I’m not a religious person. I’m not sure if I believe in some ethereal being and I certainly don’t associate with any saviors. I like the stories, and I’m a Catholic school girl through and through, but I’d be lying if I told you I believed in any particular religion much less identified with one. I gave up Eucharist years ago. Just stopped going up to the alter and sat beside my dad as the rest of my family paraded by. I still whisper prayers cum wishes into the universe but I haven’t been to church on my own, um, ever. My list of reasons will be saved for another day, but the point is that despite my disbelief in Christianity, or my active indifference for religion of any kind, I absolutely positively refuse to give up Christmas.
I love everything about it, no mater how materialistic and sickening and budget-wrenching it is. And I’m not talking about December 25th – although I do have a deep and passionate love-affair with that day – I’m talking about the entire dragged out season. From the day after Thanksgiving, when we tromp into the woods to bicker about a tree until a New Years when finally all the wrapping paper has been burnt, the piles of presents tucked away, and the tree is on the curb. They are the four best weeks of the year, and if I’d have it my way we’d repeat them all year-long.
I love the obnoxious carols. I listen to them as soon as socially acceptable. I sing them with such vigor and regularity that they are inevitably stuck in the head of my Jewish beau and I catch him humming about Jesus and kings and cradles. And I love buying the gifts, however much my wallet suffers – the creativity and the challenge and the obligatory distraction just in time for the peak of academic intensity. I love wishing for a snowy white day, I love the endless rounds of family brunches, and neighborly toasts, and bottomless feasts. The smell of wreathes and trees and garland is enough is invigorating, the ornaments are my annual trip back in time.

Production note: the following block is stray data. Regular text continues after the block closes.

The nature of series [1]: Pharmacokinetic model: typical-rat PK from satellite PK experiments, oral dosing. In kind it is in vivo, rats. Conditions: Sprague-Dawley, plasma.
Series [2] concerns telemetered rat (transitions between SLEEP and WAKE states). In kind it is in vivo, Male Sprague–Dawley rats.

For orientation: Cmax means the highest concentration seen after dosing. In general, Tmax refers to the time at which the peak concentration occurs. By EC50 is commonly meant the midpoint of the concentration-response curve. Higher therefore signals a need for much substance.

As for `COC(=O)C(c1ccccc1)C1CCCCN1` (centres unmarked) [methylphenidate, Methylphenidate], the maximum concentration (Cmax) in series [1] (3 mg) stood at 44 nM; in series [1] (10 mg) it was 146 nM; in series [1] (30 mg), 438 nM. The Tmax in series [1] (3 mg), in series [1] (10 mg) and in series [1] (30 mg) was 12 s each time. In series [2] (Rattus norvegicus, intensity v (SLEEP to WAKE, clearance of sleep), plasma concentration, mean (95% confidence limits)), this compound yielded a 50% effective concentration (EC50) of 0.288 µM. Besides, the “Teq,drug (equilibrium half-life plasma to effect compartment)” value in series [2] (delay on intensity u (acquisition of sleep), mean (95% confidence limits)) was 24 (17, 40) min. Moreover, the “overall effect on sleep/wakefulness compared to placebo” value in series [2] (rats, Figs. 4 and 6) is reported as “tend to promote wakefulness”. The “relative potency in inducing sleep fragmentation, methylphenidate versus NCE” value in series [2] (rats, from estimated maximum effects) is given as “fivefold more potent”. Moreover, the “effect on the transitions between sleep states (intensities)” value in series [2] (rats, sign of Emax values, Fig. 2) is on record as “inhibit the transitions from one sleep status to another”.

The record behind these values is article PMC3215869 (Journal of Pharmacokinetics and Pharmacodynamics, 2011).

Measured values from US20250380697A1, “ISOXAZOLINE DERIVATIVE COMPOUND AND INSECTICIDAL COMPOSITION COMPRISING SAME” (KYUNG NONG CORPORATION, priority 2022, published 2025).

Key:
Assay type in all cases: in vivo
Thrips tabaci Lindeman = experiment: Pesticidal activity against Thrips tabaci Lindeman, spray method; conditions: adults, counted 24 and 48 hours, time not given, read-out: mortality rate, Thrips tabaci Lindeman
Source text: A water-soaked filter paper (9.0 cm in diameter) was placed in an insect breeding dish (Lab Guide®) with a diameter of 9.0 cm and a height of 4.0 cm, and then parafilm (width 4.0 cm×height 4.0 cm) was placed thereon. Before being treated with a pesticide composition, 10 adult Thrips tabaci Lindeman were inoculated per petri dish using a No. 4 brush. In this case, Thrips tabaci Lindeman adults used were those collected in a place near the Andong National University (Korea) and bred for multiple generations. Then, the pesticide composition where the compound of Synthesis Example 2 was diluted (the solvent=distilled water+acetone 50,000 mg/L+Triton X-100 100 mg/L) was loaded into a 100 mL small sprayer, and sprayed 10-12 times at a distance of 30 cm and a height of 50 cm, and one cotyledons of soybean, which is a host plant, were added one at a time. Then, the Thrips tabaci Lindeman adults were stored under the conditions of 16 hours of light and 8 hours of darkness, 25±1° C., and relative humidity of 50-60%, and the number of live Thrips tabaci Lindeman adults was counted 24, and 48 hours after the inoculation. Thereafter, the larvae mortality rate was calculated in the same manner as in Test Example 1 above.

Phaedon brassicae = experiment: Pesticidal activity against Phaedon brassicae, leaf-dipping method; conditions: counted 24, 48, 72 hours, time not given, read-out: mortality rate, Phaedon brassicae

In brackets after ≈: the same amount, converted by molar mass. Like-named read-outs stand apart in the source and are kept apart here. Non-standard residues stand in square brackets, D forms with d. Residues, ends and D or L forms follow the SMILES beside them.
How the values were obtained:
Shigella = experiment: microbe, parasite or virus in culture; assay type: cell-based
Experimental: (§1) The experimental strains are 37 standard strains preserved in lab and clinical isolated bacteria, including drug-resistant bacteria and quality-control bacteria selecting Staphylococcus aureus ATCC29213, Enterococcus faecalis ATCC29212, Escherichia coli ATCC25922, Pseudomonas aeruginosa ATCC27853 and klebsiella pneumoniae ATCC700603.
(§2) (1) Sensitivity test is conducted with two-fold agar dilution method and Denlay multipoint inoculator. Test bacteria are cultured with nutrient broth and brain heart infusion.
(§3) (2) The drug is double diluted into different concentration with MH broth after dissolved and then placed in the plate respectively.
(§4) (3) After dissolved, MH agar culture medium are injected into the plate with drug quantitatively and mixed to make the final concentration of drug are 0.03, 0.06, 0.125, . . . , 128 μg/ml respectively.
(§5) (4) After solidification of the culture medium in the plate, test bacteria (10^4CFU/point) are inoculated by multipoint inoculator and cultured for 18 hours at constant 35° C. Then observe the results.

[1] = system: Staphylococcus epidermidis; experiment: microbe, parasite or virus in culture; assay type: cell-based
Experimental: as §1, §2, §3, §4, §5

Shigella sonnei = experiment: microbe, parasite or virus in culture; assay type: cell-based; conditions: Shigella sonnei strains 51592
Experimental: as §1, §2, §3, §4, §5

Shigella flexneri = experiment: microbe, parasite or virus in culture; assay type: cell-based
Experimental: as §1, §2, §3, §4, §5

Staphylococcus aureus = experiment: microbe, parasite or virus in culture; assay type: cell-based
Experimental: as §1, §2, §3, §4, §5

It truly is the most magical time of the year, no matter how sick and distorted it has grown. No matter how stressful the weeks prior, no matter how magnificent or disappointing the year has been, waking up on Christmas morning is sweet time and time again. The presents piled high under the tree, the smell of applesauce muffins, and the forgiving waistband of fleece pajamas. I’ll even put up with the obligatory pictures and the rotating spotlight just to stretch the morning a little longer. The anticipation is never for naught, the season is awesome and the day always fabulous, and I am pretty sure everyone – no matter your god or your religion or your history – just join us. We’re on to something and we’d love to share. Lick a candy cane. Stick your face in the evergreen. Give something to someone else and jingle some bells while you’re at it. It’s too good to miss, this holiday. We’d be happy to have you.